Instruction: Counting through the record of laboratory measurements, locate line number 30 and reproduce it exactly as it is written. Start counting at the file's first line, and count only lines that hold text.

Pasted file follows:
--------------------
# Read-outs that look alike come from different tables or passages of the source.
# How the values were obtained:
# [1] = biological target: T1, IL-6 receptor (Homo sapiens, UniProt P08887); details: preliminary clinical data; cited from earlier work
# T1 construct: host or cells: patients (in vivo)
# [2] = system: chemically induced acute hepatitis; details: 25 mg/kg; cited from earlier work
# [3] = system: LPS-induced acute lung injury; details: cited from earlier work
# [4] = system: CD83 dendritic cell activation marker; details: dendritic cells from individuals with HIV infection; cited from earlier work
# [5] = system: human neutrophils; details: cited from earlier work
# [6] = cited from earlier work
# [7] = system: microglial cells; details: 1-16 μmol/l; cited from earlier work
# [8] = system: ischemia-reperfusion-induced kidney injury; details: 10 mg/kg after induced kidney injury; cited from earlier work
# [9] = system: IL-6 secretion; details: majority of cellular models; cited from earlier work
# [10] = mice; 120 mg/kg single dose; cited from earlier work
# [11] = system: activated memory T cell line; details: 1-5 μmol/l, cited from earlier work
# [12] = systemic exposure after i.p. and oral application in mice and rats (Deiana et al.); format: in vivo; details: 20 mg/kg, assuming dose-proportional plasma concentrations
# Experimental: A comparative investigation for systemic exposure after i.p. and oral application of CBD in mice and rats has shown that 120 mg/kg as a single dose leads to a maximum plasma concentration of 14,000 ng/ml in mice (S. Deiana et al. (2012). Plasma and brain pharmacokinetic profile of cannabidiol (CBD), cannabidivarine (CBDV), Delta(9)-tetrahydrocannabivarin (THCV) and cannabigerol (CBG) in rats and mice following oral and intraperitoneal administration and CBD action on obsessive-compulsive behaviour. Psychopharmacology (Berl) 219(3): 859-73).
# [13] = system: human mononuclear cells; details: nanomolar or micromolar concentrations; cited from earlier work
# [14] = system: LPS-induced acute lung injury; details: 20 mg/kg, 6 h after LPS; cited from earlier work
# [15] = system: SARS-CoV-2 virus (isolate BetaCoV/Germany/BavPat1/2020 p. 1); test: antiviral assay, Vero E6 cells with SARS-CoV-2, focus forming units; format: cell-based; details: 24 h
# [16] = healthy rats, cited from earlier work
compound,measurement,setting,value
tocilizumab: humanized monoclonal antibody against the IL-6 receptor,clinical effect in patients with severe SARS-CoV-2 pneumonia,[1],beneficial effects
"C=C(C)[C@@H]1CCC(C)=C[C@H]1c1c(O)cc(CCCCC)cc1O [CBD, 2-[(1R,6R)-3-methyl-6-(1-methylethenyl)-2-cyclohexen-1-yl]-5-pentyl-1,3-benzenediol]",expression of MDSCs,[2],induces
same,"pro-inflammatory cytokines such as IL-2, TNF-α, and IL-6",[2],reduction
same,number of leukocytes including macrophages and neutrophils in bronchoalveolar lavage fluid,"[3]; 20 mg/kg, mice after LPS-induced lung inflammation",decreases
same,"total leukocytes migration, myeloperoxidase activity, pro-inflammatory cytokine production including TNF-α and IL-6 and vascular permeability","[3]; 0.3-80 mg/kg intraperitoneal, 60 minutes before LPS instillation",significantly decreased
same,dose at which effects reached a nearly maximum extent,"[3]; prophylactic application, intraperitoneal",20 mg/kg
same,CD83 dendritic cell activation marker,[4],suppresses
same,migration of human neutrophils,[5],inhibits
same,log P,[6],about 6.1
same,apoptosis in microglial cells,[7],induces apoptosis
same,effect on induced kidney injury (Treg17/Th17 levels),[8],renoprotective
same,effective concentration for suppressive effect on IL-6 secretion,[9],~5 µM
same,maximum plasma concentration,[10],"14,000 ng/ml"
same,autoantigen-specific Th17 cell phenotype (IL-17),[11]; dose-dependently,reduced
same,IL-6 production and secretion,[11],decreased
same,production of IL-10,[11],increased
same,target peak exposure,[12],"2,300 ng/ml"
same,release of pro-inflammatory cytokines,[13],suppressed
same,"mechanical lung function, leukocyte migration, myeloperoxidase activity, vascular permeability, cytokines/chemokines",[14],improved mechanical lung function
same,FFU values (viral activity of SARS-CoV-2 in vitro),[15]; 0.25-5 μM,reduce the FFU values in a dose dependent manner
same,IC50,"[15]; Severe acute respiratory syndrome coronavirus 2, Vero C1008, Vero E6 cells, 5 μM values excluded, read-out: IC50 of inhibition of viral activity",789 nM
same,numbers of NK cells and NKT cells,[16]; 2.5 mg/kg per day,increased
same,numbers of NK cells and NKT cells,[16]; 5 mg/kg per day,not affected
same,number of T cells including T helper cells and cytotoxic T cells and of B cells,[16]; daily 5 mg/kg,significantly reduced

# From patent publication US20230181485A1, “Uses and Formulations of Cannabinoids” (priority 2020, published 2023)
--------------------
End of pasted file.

same,log P,[6],about 6.1